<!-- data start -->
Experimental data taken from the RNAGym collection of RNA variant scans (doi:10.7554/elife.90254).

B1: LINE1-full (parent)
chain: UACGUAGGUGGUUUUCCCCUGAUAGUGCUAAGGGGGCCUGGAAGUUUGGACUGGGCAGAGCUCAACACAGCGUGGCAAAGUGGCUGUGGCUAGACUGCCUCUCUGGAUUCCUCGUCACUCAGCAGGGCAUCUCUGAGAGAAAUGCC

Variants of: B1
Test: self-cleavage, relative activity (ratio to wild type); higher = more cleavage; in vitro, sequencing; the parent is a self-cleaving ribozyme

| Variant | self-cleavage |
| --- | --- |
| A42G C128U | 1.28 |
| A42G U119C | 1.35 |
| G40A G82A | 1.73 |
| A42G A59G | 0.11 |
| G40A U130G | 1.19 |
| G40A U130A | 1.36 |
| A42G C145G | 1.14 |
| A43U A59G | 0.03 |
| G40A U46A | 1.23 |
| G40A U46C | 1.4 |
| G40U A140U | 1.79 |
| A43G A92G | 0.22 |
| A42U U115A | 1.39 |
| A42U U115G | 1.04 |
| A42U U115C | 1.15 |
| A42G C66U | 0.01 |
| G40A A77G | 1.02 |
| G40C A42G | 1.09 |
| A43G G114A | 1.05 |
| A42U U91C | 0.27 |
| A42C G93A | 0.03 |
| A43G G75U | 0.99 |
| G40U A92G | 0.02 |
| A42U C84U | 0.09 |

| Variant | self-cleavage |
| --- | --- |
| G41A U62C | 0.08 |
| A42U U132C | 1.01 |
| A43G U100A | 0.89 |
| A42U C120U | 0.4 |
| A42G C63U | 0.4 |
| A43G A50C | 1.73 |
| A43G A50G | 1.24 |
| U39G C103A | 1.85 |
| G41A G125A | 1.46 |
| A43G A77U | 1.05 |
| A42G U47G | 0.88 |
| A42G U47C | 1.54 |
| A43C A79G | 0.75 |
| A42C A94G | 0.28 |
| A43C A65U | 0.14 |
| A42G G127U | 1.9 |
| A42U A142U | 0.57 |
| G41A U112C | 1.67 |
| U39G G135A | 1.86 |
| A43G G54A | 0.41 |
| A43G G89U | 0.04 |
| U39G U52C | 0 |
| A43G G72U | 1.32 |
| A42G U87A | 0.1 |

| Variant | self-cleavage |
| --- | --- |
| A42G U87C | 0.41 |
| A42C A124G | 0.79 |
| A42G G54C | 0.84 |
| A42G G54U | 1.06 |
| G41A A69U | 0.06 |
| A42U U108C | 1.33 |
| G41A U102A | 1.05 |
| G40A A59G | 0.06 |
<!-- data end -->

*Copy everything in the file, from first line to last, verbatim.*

Experimental data taken from the RNAGym collection of RNA variant scans (doi:10.7554/elife.90254).

B1: LINE1-full (parent)
chain: UACGUAGGUGGUUUUCCCCUGAUAGUGCUAAGGGGGCCUGGAAGUUUGGACUGGGCAGAGCUCAACACAGCGUGGCAAAGUGGCUGUGGCUAGACUGCCUCUCUGGAUUCCUCGUCACUCAGCAGGGCAUCUCUGAGAGAAAUGCC

Variants of: B1
Test: self-cleavage, relative activity (ratio to wild type); higher = more cleavage; in vitro, sequencing; the parent is a self-cleaving ribozyme

| Variant | self-cleavage |
| --- | --- |
| A42G C128U | 1.28 |
| A42G U119C | 1.35 |
| G40A G82A | 1.73 |
| A42G A59G | 0.11 |
| G40A U130G | 1.19 |
| G40A U130A | 1.36 |
| A42G C145G | 1.14 |
| A43U A59G | 0.03 |
| G40A U46A | 1.23 |
| G40A U46C | 1.4 |
| G40U A140U | 1.79 |
| A43G A92G | 0.22 |
| A42U U115A | 1.39 |
| A42U U115G | 1.04 |
| A42U U115C | 1.15 |
| A42G C66U | 0.01 |
| G40A A77G | 1.02 |
| G40C A42G | 1.09 |
| A43G G114A | 1.05 |
| A42U U91C | 0.27 |
| A42C G93A | 0.03 |
| A43G G75U | 0.99 |
| G40U A92G | 0.02 |
| A42U C84U | 0.09 |

| Variant | self-cleavage |
| --- | --- |
| G41A U62C | 0.08 |
| A42U U132C | 1.01 |
| A43G U100A | 0.89 |
| A42U C120U | 0.4 |
| A42G C63U | 0.4 |
| A43G A50C | 1.73 |
| A43G A50G | 1.24 |
| U39G C103A | 1.85 |
| G41A G125A | 1.46 |
| A43G A77U | 1.05 |
| A42G U47G | 0.88 |
| A42G U47C | 1.54 |
| A43C A79G | 0.75 |
| A42C A94G | 0.28 |
| A43C A65U | 0.14 |
| A42G G127U | 1.9 |
| A42U A142U | 0.57 |
| G41A U112C | 1.67 |
| U39G G135A | 1.86 |
| A43G G54A | 0.41 |
| A43G G89U | 0.04 |
| U39G U52C | 0 |
| A43G G72U | 1.32 |
| A42G U87A | 0.1 |

| Variant | self-cleavage |
| --- | --- |
| A42G U87C | 0.41 |
| A42C A124G | 0.79 |
| A42G G54C | 0.84 |
| A42G G54U | 1.06 |
| G41A A69U | 0.06 |
| A42U U108C | 1.33 |
| G41A U102A | 1.05 |
| G40A A59G | 0.06 |